Printer Friendly

Health concerns and needs of nontraditional women students at a rural southern university.

The purpose of this study was to determine the major health concerns and services needed by nontraditional women students at a rural southern university. A convenience sample of 55 participants with a mean age of 34 years enrolled in summer school courses completed a needs assessment regarding their health concerns and services. The majority of students reported having no health insurance and no preventative screening tests in the past year. Other health issues deemed important included assertiveness training and self-defense for women. Substance abuse, addiction, disordered eating and depression were considered least important. Services identified by nontraditionai women students as most important may be different than those of their younger counterparts. Although some services are appropriate for all students regardless of age and life experience, other services targeting special needs of this group could enhance their health status and progress toward a degree.


One of the fastest growing student groups in higher education is the "nontraditional" woman student, who typically enters college after the age of 25, or returns to college after a period of absence. A 1988 College Board survey indicated that 45% of the student body was older than 25 years of age and of these older students, nearly two-thirds of them were women (Hirschorn, 1988). According to Brazziel (1989) adults constitute the fastest growing segment of all the population groups in higher education; particularly women students.

Although women who return to school are usually highly motivated to complete degrees, their transition from a work or home environment to academics is not without its problems (Rifenbary, 1995). Many women students return to school as part of a reassessment of their lives, which is often indicative of a larger transition in life.

The problems encountered by nontraditional students may be quite different than traditional-aged students who enter college immediately following graduation from high school. Some of the difficulties reported by women which serve as barriers to the completion of a degree include child care issues, financial concerns, multiple role demands, and a lack of confidence in preparation and the skills needed to successfully meet graduation requirements (Christensen & Kime, 1994; Hanniford & Sagaria, 1994).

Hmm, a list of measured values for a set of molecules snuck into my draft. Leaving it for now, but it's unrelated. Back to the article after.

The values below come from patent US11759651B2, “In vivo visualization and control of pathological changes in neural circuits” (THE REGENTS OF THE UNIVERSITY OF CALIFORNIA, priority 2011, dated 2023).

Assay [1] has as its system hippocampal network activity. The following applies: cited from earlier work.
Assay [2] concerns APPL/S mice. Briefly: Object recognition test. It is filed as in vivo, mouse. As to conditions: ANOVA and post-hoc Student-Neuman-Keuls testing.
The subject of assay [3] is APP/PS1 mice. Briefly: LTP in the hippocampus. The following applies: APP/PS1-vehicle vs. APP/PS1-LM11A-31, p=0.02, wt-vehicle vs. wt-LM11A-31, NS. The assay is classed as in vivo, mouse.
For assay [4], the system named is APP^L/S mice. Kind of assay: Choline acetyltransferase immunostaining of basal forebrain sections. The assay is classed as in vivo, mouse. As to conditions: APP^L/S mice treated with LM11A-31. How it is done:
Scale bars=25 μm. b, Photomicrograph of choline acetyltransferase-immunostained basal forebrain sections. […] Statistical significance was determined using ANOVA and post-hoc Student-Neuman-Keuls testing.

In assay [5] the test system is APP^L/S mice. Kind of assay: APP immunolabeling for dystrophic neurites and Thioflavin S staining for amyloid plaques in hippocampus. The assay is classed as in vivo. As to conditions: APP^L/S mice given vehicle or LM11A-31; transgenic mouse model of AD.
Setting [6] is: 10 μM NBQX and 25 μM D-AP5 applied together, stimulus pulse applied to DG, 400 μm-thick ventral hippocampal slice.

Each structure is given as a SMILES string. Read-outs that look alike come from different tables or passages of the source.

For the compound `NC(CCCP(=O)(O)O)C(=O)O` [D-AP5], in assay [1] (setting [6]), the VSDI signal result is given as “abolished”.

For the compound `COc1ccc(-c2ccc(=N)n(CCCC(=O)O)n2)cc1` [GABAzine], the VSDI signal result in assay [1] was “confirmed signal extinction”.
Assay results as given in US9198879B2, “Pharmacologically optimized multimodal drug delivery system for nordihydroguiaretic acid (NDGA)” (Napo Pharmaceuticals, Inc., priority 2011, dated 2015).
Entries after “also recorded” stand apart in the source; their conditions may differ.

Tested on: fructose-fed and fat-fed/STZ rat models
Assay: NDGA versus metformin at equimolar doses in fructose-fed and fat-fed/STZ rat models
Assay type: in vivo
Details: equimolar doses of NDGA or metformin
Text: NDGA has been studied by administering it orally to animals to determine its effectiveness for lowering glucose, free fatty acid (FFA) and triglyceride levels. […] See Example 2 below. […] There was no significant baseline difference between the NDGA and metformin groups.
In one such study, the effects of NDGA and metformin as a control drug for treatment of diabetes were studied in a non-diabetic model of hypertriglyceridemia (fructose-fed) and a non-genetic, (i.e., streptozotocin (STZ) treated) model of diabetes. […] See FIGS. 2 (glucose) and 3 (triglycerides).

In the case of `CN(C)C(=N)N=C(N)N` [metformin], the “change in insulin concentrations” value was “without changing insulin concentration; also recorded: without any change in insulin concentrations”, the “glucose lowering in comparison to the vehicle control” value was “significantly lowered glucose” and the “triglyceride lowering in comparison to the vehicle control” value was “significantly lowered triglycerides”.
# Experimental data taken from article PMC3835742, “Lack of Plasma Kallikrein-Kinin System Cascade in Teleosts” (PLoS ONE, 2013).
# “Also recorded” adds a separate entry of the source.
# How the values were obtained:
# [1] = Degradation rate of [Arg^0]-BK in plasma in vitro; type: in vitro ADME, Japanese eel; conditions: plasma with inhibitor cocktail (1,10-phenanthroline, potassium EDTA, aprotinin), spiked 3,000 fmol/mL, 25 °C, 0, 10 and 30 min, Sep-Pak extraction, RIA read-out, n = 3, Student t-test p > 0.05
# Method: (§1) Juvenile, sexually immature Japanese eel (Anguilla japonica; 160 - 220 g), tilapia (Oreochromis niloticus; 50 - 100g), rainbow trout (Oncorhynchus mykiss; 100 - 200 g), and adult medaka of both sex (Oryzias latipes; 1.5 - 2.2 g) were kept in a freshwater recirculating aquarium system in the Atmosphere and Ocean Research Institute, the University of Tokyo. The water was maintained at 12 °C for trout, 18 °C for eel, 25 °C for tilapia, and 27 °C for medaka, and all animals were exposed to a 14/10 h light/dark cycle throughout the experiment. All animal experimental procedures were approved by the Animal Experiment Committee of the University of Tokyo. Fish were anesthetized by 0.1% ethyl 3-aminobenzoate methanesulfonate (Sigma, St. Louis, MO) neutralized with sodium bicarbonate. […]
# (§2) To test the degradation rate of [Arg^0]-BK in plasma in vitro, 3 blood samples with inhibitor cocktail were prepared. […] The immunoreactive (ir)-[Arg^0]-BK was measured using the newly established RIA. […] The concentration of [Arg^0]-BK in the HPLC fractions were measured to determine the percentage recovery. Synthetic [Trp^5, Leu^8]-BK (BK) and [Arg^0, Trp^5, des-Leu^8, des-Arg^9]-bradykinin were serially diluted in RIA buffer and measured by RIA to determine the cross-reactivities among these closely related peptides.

One of the ways nontraditional students differ from other groups on campus may be related to the kind of health education services they need. A broad range of health concerns such as preventative health screenings, gynecological care, child care, and counseling services for academic and personal support are often mentioned as important issues for nontraditional students.

No studies were found that directly assessed the health education service needs of nontraditional women students. However, some studies provided indirect support that mature students often experience anxiety upon returning to school associated with guilt because of family responsibilities (Hooper, 1979), concerns about the quality and expense of childcare (Terrell, 1990), or changes in their roles as wife and/or mother.

Because health issues and the stresses associated with personal responsibilities may be reasons nontraditional students drop out of college (Hanniford & Sagaria, 1994), universities need to be sensitive to the services that address the special needs of this group. "Retention of nontraditional students can be accomplished successfully if support services are available" (New York Occupational Education Equity Center, 1994, p. 5).


Participants in the Study

Questionnaires were administered to a sample of 55 nontraditional women students at a rural Southern University who volunteered to participate in the study. All participants were aged 25 or over, who were enrolled in summer school and either just beginning college or reentering after a period of absence.

Health Service Needs Assessment Protocol

Needs assessment is a process for gathering useful information to plan for individual students and groups (Gilmore & Campbell, 1996). A 105 item questionnaire was designed to assess the health education service needs of nontraditional women students in the following areas: Physical Health, Emotional Health, Social/Environmental Health, and Preventative Health.

Questions included an assessment of the students' physical activity needs, a nutritional evaluation, stress management strategies, perceived counseling needs, and access to preventive health services. The instrument was piloted with 12 nontraditional women students and the results were used to revise questions that were not clear or needed additional response options. Data from the pilot test participants were not included in the results.


Students enrolled in classes were asked to complete the survey. This resulted in a relatively small sample as most classes only had a few students classified as nontraditional (approximatley 23% of all women students over the age of 25 enrolled in summer school). When possible the students completed the questionnaire immediately following the class. If this was not possible they were instructed to complete the questionnaire prior to the next class and return it to the instructor at the beginning of the next session. The results were analyzed using the SPSS statistical package.